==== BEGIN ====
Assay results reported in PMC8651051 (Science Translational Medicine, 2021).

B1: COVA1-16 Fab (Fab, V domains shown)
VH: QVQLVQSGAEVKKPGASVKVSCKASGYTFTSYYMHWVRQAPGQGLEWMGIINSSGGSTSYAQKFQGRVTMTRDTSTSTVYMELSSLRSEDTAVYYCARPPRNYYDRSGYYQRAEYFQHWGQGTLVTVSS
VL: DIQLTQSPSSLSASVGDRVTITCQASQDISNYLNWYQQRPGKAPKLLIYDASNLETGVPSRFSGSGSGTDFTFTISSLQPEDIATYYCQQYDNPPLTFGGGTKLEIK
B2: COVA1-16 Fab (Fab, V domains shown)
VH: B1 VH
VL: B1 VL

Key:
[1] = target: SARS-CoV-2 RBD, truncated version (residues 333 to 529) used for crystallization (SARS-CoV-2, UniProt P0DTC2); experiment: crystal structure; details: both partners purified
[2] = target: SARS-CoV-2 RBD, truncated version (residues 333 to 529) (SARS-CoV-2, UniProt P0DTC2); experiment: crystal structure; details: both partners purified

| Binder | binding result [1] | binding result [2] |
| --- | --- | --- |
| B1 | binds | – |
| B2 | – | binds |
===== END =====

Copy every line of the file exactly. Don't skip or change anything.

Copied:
Assay results reported in PMC8651051 (Science Translational Medicine, 2021).

B1: COVA1-16 Fab (Fab, V domains shown)
VH: QVQLVQSGAEVKKPGASVKVSCKASGYTFTSYYMHWVRQAPGQGLEWMGIINSSGGSTSYAQKFQGRVTMTRDTSTSTVYMELSSLRSEDTAVYYCARPPRNYYDRSGYYQRAEYFQHWGQGTLVTVSS
VL: DIQLTQSPSSLSASVGDRVTITCQASQDISNYLNWYQQRPGKAPKLLIYDASNLETGVPSRFSGSGSGTDFTFTISSLQPEDIATYYCQQYDNPPLTFGGGTKLEIK
B2: COVA1-16 Fab (Fab, V domains shown)
VH: B1 VH
VL: B1 VL

Key:
[1] = target: SARS-CoV-2 RBD, truncated version (residues 333 to 529) used for crystallization (SARS-CoV-2, UniProt P0DTC2); experiment: crystal structure; details: both partners purified
[2] = target: SARS-CoV-2 RBD, truncated version (residues 333 to 529) (SARS-CoV-2, UniProt P0DTC2); experiment: crystal structure; details: both partners purified

| Binder | binding result [1] | binding result [2] |
| --- | --- | --- |
| B1 | binds | – |
| B2 | – | binds |